While the agency reaffirmed Australia’s AAA credit rating due to the country’s economic resilience in an "uncertain global environment", the country's "robust" institutional framework and Australia's strong fiscal metrics as compared with global peers — it said that the banking sector remains more susceptible to “event risks” than other, similar countries.
According to the agency, “rapid rises in house price and a build-up in household debt in recent years leave the economy and financial system vulnerable to negative shocks”.
Moody’s pointed to figures from the Bank for International Settlements, which states that Australia’s household debt amounted to 123 per cent of GDP in the second quarter of 2016, much higher than other AAA-rated commodity export sovereigns such as New Zealand (94 per cent), Canada (99.8 per cent) and Norway (98.9 per cent).
Household debt is also currently higher than in the US, Ireland and Spain in 2007 prior to their respective pre-GFC house price peaks, said the agency. Moody’s says that low interest rates — which have sat at a record low of 1.5 per cent since August — have “likely facilitated” the rise in household debt in Australia.
A note from Moody’s Investors Service said: “Household debt rose to a fresh record high of 187 per cent of annual gross disposable incomes in the September quarter, continuing an upward trend that has resulted in a 20 percentage point increase in the ratio since March 2013. This leaves the economy and financial system vulnerable to negative economic or interest rate shocks that could precipitate a correction in the housing market.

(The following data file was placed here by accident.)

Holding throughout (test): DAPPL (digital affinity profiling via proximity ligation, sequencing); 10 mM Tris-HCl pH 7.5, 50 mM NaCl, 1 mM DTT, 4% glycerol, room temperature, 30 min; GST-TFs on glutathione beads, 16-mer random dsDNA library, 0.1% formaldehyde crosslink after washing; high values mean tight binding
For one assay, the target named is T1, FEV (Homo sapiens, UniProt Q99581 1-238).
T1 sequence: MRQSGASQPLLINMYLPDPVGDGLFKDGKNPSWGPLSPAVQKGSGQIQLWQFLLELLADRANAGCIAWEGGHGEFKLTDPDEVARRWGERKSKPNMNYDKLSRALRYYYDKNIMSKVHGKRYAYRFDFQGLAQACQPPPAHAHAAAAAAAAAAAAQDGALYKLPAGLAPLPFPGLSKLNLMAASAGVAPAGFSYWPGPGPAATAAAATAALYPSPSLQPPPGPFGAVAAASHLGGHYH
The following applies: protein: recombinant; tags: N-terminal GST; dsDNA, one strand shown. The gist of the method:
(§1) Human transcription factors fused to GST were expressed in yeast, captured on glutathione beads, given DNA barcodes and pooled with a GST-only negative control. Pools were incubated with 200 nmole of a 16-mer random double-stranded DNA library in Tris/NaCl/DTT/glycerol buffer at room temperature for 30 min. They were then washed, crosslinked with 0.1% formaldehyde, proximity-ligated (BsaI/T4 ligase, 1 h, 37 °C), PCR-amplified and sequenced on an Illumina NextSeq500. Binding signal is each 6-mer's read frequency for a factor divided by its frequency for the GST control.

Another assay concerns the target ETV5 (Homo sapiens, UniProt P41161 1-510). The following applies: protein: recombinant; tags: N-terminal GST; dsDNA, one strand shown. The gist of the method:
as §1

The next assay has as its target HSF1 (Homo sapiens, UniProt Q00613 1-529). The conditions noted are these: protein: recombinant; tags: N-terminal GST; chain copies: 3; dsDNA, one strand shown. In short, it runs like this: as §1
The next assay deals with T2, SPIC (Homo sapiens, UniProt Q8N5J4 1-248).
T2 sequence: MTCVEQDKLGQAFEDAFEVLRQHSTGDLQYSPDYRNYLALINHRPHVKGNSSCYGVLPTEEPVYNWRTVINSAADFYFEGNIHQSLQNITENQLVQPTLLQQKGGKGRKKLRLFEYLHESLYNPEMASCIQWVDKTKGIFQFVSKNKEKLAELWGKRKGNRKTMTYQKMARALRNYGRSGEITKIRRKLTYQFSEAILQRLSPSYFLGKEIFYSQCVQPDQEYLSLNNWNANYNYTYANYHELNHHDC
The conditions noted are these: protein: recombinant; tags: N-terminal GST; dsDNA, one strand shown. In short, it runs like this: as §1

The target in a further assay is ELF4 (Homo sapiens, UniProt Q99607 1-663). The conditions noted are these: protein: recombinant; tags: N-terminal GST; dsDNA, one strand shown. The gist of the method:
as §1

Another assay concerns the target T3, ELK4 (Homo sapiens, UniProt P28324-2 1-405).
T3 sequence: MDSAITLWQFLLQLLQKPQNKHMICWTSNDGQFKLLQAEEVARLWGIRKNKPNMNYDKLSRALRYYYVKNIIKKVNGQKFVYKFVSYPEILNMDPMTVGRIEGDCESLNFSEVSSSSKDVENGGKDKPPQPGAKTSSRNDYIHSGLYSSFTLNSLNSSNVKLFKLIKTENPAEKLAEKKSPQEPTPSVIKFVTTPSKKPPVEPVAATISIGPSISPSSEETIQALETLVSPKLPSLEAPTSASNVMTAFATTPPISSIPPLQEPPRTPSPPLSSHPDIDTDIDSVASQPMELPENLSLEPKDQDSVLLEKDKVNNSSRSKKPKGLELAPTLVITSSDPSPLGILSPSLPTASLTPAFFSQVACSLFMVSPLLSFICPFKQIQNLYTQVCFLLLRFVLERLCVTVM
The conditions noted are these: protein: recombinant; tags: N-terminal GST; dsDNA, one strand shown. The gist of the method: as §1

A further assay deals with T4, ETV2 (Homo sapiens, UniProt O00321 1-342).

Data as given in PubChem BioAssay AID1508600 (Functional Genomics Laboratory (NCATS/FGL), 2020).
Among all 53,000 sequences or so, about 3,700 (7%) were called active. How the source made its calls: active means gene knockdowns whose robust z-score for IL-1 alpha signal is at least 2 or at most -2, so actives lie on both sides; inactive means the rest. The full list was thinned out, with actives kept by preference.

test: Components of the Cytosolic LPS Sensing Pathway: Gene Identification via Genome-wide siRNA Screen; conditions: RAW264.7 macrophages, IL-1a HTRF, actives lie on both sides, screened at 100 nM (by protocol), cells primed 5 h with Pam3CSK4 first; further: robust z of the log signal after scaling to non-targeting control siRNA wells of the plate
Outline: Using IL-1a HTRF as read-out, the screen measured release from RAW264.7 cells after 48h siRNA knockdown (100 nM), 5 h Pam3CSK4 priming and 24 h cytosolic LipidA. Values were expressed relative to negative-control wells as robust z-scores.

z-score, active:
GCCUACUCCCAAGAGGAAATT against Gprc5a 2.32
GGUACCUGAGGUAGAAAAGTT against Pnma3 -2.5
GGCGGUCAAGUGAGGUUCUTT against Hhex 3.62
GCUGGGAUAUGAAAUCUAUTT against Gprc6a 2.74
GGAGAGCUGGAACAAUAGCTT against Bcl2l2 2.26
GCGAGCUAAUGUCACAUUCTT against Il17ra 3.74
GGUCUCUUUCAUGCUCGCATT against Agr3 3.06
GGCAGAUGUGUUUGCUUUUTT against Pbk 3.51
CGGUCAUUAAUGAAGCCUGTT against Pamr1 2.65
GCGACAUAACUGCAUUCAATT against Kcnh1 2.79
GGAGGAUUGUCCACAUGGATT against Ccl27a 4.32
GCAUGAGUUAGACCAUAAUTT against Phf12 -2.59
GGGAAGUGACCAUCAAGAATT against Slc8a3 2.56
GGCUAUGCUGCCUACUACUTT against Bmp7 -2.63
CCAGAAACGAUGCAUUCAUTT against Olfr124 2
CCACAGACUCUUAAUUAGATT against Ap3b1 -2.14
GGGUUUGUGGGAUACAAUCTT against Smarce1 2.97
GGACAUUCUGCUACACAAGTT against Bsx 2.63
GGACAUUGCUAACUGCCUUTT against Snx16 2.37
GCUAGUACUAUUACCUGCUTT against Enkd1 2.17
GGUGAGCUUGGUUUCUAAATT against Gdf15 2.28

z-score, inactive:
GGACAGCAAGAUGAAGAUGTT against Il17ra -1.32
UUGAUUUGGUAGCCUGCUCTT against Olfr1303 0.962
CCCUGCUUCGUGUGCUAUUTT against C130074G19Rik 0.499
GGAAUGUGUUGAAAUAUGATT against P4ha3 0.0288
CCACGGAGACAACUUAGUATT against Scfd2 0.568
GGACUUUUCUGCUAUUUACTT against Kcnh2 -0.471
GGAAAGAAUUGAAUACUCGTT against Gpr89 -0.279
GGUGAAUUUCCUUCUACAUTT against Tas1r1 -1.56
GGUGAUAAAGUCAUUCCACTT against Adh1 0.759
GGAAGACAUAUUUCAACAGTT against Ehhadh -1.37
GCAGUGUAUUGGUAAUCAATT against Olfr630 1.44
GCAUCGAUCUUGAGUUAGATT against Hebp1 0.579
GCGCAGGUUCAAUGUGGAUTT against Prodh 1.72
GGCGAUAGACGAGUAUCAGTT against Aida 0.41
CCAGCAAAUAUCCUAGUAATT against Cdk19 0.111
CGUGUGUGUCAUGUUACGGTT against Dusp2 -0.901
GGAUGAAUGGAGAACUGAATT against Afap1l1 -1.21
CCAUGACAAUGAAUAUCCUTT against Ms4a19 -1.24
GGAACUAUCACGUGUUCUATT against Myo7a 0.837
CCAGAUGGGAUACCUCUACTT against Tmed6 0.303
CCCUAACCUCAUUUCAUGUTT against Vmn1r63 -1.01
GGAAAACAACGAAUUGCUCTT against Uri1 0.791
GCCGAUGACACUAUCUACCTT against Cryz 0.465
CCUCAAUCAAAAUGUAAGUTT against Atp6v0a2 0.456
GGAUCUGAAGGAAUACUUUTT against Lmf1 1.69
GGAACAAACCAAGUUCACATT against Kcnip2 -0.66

“Still, ample capital buffers, a point highlighted in a recent speech by RBA governor Philip Lowe, point to strong resilience of the banking system to shocks.
“Moreover, households have balances in mortgage offset and redraw facility accounts equivalent to 17 per cent of total outstanding housing loans, which is a buffer worth 2.5 years of scheduled repayments at current interest rates.
“These factors mitigate the probability and potential costs of government support to the banking system should house prices fall abruptly.”
Touching on inflation — which recent figures from the Australian Bureau of Statistics show is at a 20-year low — Moody’s said that despite inflation remaining “subdued” at an average 1.5 per cent year-on-year, it expects it to “pick up” to 2 per cent in 2017, and rise “slightly higher” than that in 2018, thus “remaining within the central bank’s 2 per cent to 3 per cent inflation target”.